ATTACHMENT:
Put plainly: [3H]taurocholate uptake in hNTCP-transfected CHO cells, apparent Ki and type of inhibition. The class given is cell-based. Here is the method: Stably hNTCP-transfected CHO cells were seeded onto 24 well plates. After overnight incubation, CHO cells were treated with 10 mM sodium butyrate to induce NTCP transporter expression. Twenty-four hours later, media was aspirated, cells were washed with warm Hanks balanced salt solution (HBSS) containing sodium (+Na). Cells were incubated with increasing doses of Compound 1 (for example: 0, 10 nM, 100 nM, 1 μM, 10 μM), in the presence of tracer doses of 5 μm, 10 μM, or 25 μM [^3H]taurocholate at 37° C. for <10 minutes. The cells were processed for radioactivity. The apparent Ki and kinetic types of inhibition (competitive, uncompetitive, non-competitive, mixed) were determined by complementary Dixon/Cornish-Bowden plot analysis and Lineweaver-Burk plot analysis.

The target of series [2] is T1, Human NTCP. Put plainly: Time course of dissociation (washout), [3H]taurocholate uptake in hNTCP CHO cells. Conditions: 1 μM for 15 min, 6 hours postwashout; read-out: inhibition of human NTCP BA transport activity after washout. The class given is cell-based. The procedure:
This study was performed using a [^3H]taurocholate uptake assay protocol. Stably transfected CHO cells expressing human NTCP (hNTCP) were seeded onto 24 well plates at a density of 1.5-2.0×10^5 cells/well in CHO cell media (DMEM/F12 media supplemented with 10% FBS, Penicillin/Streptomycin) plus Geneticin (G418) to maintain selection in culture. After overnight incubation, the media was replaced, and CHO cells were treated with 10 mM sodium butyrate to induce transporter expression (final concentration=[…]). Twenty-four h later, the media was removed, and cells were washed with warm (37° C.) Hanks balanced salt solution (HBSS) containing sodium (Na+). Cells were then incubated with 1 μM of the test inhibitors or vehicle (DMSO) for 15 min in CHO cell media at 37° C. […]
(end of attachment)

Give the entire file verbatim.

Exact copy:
Put plainly: [3H]taurocholate uptake in hNTCP-transfected CHO cells, apparent Ki and type of inhibition. The class given is cell-based. Here is the method: Stably hNTCP-transfected CHO cells were seeded onto 24 well plates. After overnight incubation, CHO cells were treated with 10 mM sodium butyrate to induce NTCP transporter expression. Twenty-four hours later, media was aspirated, cells were washed with warm Hanks balanced salt solution (HBSS) containing sodium (+Na). Cells were incubated with increasing doses of Compound 1 (for example: 0, 10 nM, 100 nM, 1 μM, 10 μM), in the presence of tracer doses of 5 μm, 10 μM, or 25 μM [^3H]taurocholate at 37° C. for <10 minutes. The cells were processed for radioactivity. The apparent Ki and kinetic types of inhibition (competitive, uncompetitive, non-competitive, mixed) were determined by complementary Dixon/Cornish-Bowden plot analysis and Lineweaver-Burk plot analysis.

The target of series [2] is T1, Human NTCP. Put plainly: Time course of dissociation (washout), [3H]taurocholate uptake in hNTCP CHO cells. Conditions: 1 μM for 15 min, 6 hours postwashout; read-out: inhibition of human NTCP BA transport activity after washout. The class given is cell-based. The procedure:
This study was performed using a [^3H]taurocholate uptake assay protocol. Stably transfected CHO cells expressing human NTCP (hNTCP) were seeded onto 24 well plates at a density of 1.5-2.0×10^5 cells/well in CHO cell media (DMEM/F12 media supplemented with 10% FBS, Penicillin/Streptomycin) plus Geneticin (G418) to maintain selection in culture. After overnight incubation, the media was replaced, and CHO cells were treated with 10 mM sodium butyrate to induce transporter expression (final concentration=[…]). Twenty-four h later, the media was removed, and cells were washed with warm (37° C.) Hanks balanced salt solution (HBSS) containing sodium (Na+). Cells were then incubated with 1 μM of the test inhibitors or vehicle (DMSO) for 15 min in CHO cell media at 37° C. […]